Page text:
Thank you for the opportunity to contribute to the debate on this bill. The financial management of this government leaves much to be desired. Labor’s poor governance has had an adverse impact on hardworking South Australians struggling with a dramatic rise in the cost of living. The truth of the matter is that under Labor, South Australia is headed for financial disaster. There was a time when South Australia was seen as the commonwealth’s most progressive state.
A rising cost of living is a primary issue. Labor’s poor economic management is hurting families. I am sure that most taxpayers would be horrified to know that the state debt has been consistently rising since 2002. It was around $2 billion back then. This was early in the Rann government’s term and, notably, when the Hon. Mr Weatherill entered into parliament, straight into the ministry. State debt had come down under Liberal governments from over $11 billion in 1992‑93, its all-time peak around the time of the State Bank disaster.
Not since the ensuing financial crisis endured by hardworking South Australians has the public debt been as high as it is in 2012. Astoundingly, it is now back past $9 billion and is forecast to get back to $13 billion in 2015-16. It is frustrating to think that all the hard work the Brown, Olsen and Kerin governments did, particularly my colleague the Hon. Rob Lucas, to claw back the debt has now been for nothing.
Additionally, with the AAA credit rating gone—this is according to the Financial Review analysis—our increase in annual interest payments will be over $22 million per year. Just imagine what we could do with $22 million per year in regional communities alone. That is on top of the current $9 billion in debt. The Budget and Finance Committee was recently told that further costs would be incurred next year when a large chunk of the state’s $4.7 billion state debt came up for refinancing.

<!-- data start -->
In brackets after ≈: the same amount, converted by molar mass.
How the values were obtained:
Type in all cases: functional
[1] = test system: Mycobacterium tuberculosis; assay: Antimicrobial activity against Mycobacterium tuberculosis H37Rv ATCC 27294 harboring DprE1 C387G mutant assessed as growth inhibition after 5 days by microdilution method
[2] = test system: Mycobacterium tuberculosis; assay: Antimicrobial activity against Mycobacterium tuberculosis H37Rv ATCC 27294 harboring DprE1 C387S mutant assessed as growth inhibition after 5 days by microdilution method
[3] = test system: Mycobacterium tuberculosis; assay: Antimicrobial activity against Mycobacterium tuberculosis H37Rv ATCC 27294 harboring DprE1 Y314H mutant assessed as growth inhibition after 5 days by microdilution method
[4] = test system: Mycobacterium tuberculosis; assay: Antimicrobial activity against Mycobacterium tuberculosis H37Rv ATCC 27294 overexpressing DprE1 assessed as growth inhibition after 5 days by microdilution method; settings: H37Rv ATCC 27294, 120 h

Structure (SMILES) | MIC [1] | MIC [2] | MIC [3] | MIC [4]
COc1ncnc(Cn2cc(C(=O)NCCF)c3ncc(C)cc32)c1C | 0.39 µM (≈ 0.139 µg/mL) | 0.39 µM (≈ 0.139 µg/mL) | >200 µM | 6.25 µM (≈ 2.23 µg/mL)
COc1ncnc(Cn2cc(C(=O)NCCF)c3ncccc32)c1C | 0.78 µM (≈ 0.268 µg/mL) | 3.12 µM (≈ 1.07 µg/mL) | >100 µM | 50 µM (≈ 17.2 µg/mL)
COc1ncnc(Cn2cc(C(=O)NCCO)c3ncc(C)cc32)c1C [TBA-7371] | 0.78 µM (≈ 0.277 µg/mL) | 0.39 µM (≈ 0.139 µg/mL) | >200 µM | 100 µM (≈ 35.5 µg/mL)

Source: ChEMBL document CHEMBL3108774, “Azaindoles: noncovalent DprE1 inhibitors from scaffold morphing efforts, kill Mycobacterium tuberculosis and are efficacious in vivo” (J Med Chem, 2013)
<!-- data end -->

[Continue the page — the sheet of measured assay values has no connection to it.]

The Hon. Rob Lucas mentioned in the committee that it was clear that financial markets had lost confidence in the government’s ability to manage its budget and meet its savings targets, and it means that South Australian taxpayers are already paying higher interest rates on refinancing government debt as it falls due. The state paid $290 million of interest in 2008-09; it is now predicted to pay $705 million in the financial year 2014-15.
I wish it ended there, but South Australians will be staggered to know the full extent of the state’s financial concerns. Add the net state debt to unfunded WorkCover and superannuation liabilities, as well as other future capital spends such as the new RAH and Adelaide Oval, and by 2015-16 the total public debt will be around $27 billion. It is a Labor tradition to spend more than it earns. A deficit budget here and there and no-one seems to jump up and down too much, but one day we will wake up and see that the government credit card is maxed out at $27 billion.
In 2009-10 there was a surplus of $187 million. That was the election year. It is interesting that the only surplus the government could deliver in the six-year period happened to coincide with the state election. It is plain to see that this government is untrustworthy.
The Labor government has been blessed with opportunity. It had millions of dollars gifted to it in unbudgeted revenues. In 2002-03 to 2011-12 the government will have collected a massive $5 billion more than expected. Just imagine the mess we would be in if the Labor government had not been saved by unforeseen extraordinary revenues.
The government is directly responsible for the cost of living pressures many South Australians are now under. We are now the highest taxed state in the nation, and you would think that with such a high amount of tax coming in the government would have no problems paying its bills. The reality is that there is a flow-on effect of higher costs to households and families. Let us take a moment to examine some of the extra costs the current government has burdened the taxpayer with:
·$407 million in interest paid in 2011-12 for the superannuation liability, that is $11.9 billion unfunded;
·the extra $2.5 million interest per year due purely to the loss of our AAA credit rating;
·a 316 per cent increase to land tax under Labor governments;
·stamp duty charged at 27 per cent above the Australian average; and
·a trebling of the average water bill since 2002, including a 176 per cent increase since the desal plant was announced.
The list goes on.